Releasing Has No End

Interestingly, being willing to release the need for certain things does not mean they are automatically released. Quite the contrary, actually. It only means that when these things surface, I must reassert my willingness to let them go.

I have become a willing participant recently in giving up the need for many of my old, ingrained behaviors and thought patterns. I initially thought that by releasing these things I was emptying the basket, hitting the delete button, removing the discomforts from my life forever. That didn’t happen.

Instead, I was bombarded by the very things I thought I’d released. I was headed for another meltdown when it suddenly dawned on me that the act of releasing isn’t a one-shot pony. Nope, it’s a continuous act of letting go.

I feel angry at my husband. The anger hasn’t disappeared but every time it surfaces, I am willing to let it go.

I get angry at my body for being so hungry. The hunger keeps coming but I keep letting it go. I eat instead. I am willing to release the need to punish myself and feel unworthy.

It’s been six weeks of constant repetition and letting go. Here it is and I let go. Here that is and I let go. Again and again and again and again and again. I am willing to release whatever it is that arises within me that makes me uncomfortable. And I’m willing to do it forever.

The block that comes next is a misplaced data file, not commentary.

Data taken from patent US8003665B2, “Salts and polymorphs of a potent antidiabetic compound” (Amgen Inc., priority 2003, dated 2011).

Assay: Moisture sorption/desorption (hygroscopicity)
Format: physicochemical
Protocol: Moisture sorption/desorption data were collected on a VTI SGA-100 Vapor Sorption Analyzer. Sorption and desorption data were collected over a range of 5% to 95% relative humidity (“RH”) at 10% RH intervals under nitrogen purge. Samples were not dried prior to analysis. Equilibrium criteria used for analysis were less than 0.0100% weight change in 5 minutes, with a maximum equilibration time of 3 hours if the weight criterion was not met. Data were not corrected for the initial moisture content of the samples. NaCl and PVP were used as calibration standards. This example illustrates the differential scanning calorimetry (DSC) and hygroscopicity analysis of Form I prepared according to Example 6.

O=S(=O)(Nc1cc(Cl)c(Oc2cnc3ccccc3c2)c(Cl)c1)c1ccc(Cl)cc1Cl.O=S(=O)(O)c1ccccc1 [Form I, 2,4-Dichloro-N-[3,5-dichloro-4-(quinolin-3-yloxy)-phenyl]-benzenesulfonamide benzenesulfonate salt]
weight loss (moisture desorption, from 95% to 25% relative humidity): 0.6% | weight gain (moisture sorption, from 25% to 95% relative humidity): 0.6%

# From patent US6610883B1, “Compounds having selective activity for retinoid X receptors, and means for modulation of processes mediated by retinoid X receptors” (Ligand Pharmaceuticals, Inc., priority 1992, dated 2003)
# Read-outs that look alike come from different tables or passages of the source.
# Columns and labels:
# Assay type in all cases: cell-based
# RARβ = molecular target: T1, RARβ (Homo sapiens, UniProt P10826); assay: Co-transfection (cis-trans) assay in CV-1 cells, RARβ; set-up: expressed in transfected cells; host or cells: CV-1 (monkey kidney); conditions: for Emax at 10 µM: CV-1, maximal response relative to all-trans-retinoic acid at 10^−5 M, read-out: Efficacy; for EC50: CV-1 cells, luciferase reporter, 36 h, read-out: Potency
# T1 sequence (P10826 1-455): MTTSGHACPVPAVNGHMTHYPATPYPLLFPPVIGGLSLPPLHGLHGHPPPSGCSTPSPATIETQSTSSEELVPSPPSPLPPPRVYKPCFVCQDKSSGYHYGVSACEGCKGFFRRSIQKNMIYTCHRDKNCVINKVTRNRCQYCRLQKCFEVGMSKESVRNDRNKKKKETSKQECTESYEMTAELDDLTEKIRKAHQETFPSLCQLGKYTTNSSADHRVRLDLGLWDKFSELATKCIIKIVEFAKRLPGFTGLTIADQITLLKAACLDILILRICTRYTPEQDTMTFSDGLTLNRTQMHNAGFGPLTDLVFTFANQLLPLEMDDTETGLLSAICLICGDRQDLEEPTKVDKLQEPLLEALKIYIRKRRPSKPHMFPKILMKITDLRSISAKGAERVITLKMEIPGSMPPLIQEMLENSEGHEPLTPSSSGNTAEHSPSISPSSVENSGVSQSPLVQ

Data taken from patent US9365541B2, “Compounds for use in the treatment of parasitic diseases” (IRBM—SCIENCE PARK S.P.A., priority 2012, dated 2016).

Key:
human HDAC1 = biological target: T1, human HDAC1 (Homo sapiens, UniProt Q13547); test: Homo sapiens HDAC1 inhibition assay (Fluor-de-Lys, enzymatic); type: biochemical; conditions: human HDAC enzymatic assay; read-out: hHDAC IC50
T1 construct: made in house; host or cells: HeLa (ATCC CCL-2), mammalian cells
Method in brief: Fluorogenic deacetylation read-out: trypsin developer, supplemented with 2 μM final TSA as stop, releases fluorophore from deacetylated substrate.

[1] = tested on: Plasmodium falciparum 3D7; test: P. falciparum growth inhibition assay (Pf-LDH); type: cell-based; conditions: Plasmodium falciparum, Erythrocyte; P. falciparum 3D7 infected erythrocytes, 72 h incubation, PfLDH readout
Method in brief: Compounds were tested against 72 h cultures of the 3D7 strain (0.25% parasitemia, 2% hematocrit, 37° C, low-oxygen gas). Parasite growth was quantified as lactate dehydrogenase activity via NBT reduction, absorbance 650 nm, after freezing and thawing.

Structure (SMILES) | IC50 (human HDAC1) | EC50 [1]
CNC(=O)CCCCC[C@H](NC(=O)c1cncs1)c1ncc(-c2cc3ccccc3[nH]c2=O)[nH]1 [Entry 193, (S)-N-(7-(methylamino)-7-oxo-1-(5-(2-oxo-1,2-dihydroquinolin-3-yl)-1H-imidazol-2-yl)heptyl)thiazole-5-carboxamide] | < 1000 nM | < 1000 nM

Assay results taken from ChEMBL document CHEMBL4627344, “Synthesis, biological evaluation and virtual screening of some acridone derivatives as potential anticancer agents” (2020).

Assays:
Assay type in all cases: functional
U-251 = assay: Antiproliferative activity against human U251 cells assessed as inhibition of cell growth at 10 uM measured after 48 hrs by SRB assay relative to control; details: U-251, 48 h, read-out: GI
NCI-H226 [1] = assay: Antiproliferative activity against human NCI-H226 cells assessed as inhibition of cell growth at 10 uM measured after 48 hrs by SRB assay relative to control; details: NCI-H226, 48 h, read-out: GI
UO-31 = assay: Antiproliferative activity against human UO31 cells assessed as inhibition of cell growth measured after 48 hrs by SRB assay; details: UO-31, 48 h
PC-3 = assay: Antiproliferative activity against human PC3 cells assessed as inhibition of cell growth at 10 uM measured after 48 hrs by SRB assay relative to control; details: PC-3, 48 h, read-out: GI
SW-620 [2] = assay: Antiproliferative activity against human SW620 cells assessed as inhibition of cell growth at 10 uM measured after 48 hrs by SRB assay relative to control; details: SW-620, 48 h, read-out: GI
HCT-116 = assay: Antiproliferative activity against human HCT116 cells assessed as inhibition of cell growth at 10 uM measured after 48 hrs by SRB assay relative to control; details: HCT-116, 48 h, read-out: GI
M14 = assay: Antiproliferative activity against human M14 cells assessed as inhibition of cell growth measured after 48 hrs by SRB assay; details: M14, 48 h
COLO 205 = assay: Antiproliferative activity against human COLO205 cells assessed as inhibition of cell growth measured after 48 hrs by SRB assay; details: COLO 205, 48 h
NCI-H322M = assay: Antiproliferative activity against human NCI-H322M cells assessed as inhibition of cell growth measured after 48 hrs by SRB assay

Surprisingly, I can vaguely feel this space opening inside me and allowing for the new to spring forth. The new scares me – tremendously. But I’ve arrived at the place where the old, the past, it scares me more.

Only by letting go of the past will I ever experience the new, the now. It’s here.

A Time to Live, A Time to Die

It’s been just a little over two years since my first blog post and I recall such a naivety within me.

I felt like I’d conquered the hardest thing I was ever going to endure and yet, here I sit, realizing that was only just the beginning.

Little did I know that it was a simultaneous ending and beginning.

That’s the funny thing I hadn’t known about creation. It’s cyclical and spiraling, not ever a closed process.

I thought my life had a beginning, a middle, and an end, that’s it. But I’ve since realized there is a beginning, a middle, and an end, and a beginning, a middle, and an end, and a beginning, a middle, and an end. I could go on but I think you get the picture.

Right now, I’m beginning again. There is no need to be frustrated, guilty, or ashamed. I am simply in the beginning stages of a new creation and laying the ground work, day by day.

I’m finally willing to let go of the past. I was caught in the last cycle, unwilling to move forward. It was terribly painful. But, now, I am willing.

It’s time to begin anew.


God in Zoloft

You’ve heard the story of the drowning man who prays to God to be rescued?

A rowboat sails by and the man refuses rescue saying that he’s waiting for God to save him. Then a motorboat comes by and he refuses that rescue too, still clinging to his belief that God will come to his aid. He refuses the helicopter rescue too before he finally ends up drowning.

Once in heaven, the man asks God why He didn’t save him and God replies, “I sent you a rowboat, a motorboat and a helicopter! What more did you expect?”